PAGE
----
Governance In Not-For-Profits : It starts with fiduciary responsibility

Not-for-loss boards have peculiar almost love-hate relationship with fiduciary responsibility. On the one hand the classification of these organisations as not-for-profit suggests that outcomes other than profit ought to be at the focus of their boards’ attention. But on the other is the actual achievement of profit – especially the cash or near-cash components of profit that are critical for longevity in both the short and medium term. It is only after fiduciary responsibility and consequentially profit, however minimal, is recognised as essential by the not-for-loss board that other key performance indicators (KPIs) follow.
In its strategic capacity, the not-for-loss board must clearly distinguish between activity and outcome, for it is through the achievement of well selected and measurable outcomes that the performance of not-for-loss organisation should be measured. What role does the board have in identifying these outcomes, other than profit, and then setting appropriate targets for achievement?
Only rarely will board come into the strategy conversation cold. Inevitably there is some form of process in place, for better or for worse. The board must take responsibility for first, understanding the relationships between key metrics and second, establishing appropriately stretched performance targets.
In social housing complex, for example, occupancy rate is often the critical variable in determining financial performance, assuming that rental rates have been set below market, or at market with the management of access to accommodation supplements. However, the value of turnover of tenants through active placement in permanent accommodation via social services, education, and or financial support needs to be considered.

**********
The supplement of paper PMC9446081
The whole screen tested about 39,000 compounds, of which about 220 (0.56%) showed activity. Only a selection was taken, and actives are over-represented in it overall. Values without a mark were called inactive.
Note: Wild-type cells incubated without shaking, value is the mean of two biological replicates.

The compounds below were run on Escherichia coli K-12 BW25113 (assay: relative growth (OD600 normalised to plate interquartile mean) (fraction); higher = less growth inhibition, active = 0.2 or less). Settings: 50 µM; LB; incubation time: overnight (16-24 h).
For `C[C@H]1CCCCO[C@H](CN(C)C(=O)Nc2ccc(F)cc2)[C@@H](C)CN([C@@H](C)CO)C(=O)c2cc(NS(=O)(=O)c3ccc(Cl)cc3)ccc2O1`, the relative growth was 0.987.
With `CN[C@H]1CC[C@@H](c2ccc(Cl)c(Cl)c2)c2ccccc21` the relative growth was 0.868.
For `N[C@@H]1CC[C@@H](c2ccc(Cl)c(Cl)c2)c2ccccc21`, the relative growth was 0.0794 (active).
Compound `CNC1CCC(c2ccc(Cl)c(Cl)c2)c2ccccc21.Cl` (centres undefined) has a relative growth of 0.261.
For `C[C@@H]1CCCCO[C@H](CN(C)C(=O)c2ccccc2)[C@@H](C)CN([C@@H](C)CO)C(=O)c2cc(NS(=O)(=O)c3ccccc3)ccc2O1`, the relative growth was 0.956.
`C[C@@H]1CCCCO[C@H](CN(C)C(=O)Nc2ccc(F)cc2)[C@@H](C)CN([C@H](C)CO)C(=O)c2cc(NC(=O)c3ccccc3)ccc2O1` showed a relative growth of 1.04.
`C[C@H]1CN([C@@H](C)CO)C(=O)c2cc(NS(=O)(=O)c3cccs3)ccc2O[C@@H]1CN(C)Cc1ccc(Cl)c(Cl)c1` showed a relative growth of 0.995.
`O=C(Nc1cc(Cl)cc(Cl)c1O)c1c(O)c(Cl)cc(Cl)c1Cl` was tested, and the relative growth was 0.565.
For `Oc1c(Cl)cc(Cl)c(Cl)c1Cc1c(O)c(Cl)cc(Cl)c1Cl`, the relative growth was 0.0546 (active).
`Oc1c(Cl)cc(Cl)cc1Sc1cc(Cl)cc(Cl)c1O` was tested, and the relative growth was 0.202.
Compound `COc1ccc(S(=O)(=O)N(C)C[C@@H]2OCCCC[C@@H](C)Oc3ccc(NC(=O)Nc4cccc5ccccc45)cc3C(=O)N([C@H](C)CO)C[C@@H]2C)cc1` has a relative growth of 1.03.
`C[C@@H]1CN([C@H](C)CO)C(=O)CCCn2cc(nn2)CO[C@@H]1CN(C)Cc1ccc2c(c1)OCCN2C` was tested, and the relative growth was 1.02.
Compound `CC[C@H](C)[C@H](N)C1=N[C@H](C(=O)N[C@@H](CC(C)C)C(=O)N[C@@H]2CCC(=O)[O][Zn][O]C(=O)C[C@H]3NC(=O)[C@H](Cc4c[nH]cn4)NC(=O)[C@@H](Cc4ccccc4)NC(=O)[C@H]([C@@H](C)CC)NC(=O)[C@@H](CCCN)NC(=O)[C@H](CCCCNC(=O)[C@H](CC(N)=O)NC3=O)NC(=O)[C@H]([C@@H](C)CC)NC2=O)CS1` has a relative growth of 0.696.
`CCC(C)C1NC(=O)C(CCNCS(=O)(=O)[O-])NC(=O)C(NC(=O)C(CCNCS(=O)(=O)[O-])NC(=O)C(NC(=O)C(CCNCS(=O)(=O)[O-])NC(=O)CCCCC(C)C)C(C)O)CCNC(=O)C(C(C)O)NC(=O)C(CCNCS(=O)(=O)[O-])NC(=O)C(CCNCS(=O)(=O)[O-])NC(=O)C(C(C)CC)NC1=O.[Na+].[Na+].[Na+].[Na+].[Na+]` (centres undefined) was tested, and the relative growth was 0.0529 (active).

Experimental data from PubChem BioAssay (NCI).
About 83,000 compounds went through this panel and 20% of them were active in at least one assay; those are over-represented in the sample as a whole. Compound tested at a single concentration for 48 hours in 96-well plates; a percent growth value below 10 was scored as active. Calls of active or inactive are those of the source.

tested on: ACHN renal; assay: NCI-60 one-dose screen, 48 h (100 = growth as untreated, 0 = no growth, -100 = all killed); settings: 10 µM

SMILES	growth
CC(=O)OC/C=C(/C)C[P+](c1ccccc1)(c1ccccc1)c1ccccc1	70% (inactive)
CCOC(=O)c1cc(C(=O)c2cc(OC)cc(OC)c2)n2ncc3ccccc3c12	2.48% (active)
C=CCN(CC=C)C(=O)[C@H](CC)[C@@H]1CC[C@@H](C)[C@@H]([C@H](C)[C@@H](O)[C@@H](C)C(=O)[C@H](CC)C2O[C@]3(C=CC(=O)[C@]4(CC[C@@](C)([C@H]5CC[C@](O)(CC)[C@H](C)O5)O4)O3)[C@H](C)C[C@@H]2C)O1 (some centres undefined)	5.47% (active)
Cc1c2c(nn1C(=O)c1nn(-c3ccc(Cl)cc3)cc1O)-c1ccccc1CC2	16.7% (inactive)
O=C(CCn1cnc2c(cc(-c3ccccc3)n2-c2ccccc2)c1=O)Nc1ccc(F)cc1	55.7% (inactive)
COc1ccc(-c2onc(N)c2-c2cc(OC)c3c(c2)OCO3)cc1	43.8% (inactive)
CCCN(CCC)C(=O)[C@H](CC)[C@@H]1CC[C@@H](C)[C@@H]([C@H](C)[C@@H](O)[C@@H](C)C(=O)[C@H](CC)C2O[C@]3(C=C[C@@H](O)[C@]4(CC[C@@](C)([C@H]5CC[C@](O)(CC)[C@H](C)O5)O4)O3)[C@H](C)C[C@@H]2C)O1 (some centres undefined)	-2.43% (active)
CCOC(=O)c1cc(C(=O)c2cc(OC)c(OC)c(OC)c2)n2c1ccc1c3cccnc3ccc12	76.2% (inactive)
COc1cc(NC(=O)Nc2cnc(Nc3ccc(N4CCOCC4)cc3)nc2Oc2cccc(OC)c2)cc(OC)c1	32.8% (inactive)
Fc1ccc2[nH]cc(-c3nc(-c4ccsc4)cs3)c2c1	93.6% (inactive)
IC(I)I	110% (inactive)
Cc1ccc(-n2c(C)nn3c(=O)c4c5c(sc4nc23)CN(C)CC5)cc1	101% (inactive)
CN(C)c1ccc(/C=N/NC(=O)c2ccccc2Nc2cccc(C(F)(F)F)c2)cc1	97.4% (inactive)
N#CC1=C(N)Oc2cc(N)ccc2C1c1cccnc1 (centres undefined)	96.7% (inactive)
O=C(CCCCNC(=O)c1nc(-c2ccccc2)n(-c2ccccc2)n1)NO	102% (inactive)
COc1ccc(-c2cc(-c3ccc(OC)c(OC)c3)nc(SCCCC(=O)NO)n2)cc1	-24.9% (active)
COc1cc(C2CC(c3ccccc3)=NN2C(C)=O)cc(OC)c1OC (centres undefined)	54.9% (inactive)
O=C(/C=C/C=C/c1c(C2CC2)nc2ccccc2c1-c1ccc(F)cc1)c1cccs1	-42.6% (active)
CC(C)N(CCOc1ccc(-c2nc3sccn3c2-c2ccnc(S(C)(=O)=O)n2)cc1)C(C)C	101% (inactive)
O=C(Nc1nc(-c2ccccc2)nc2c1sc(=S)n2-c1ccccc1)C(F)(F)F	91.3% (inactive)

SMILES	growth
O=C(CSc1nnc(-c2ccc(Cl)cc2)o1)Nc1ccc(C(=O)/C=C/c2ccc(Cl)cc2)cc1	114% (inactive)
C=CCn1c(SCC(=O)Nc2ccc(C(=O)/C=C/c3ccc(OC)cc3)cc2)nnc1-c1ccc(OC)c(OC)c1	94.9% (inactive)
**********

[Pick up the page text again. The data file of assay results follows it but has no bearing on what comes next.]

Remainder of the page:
A social housing estate may achieve near 100 percent occupancy with very little turnover of tenants. Is this the best outcome to be achieved from the assets, and is this the best outcome for the organisation? Namely, once it is occupied its contribution to new emerging accommodation needs is limited. Is lower occupancy rate acceptable if accompanied by higher turnover of tenants through their managed placement in longer-term accommodation, the provision and development of skills, and better access of tenants to social services?
The determination of those outcomes and the relationship between key variables and how they are to be managed are strategic decisions for the board. social housing complex, accompanied by the correct services, that remains accessible by managing accommodation needs will make greater contribution to the community in the long term than one that is inaccessible by virtue of full occupancy through near perpetual tenants.